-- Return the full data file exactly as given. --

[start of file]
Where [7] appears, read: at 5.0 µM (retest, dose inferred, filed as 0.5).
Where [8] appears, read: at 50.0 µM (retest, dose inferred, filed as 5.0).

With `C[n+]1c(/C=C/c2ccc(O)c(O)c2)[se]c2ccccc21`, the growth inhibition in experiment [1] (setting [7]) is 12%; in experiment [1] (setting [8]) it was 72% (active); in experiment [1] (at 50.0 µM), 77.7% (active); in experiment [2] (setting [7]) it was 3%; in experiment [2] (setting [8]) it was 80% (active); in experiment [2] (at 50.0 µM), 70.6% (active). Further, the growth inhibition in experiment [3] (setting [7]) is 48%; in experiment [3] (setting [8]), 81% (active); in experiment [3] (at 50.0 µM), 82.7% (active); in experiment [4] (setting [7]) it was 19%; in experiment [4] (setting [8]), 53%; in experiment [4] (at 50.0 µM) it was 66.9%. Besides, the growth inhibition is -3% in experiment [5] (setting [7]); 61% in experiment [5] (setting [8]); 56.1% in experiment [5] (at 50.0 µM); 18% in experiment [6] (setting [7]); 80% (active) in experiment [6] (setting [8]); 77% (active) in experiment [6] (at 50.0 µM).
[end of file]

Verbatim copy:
Where [7] appears, read: at 5.0 µM (retest, dose inferred, filed as 0.5).
Where [8] appears, read: at 50.0 µM (retest, dose inferred, filed as 5.0).

With `C[n+]1c(/C=C/c2ccc(O)c(O)c2)[se]c2ccccc21`, the growth inhibition in experiment [1] (setting [7]) is 12%; in experiment [1] (setting [8]) it was 72% (active); in experiment [1] (at 50.0 µM), 77.7% (active); in experiment [2] (setting [7]) it was 3%; in experiment [2] (setting [8]) it was 80% (active); in experiment [2] (at 50.0 µM), 70.6% (active). Further, the growth inhibition in experiment [3] (setting [7]) is 48%; in experiment [3] (setting [8]), 81% (active); in experiment [3] (at 50.0 µM), 82.7% (active); in experiment [4] (setting [7]) it was 19%; in experiment [4] (setting [8]), 53%; in experiment [4] (at 50.0 µM) it was 66.9%. Besides, the growth inhibition is -3% in experiment [5] (setting [7]); 61% in experiment [5] (setting [8]); 56.1% in experiment [5] (at 50.0 µM); 18% in experiment [6] (setting [7]); 80% (active) in experiment [6] (setting [8]); 77% (active) in experiment [6] (at 50.0 µM).